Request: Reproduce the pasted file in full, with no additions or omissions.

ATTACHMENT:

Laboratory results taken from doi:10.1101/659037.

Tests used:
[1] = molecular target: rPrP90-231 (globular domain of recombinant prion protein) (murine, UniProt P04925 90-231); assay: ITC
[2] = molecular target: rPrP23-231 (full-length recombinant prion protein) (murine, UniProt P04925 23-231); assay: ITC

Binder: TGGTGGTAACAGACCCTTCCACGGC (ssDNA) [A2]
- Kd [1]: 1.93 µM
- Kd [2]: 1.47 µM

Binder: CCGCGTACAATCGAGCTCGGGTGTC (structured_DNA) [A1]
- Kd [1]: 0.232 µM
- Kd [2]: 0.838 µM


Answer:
Laboratory results taken from doi:10.1101/659037.

Tests used:
[1] = molecular target: rPrP90-231 (globular domain of recombinant prion protein) (murine, UniProt P04925 90-231); assay: ITC
[2] = molecular target: rPrP23-231 (full-length recombinant prion protein) (murine, UniProt P04925 23-231); assay: ITC

Binder: TGGTGGTAACAGACCCTTCCACGGC (ssDNA) [A2]
- Kd [1]: 1.93 µM
- Kd [2]: 1.47 µM

Binder: CCGCGTACAATCGAGCTCGGGTGTC (structured_DNA) [A1]
- Kd [1]: 0.232 µM
- Kd [2]: 0.838 µM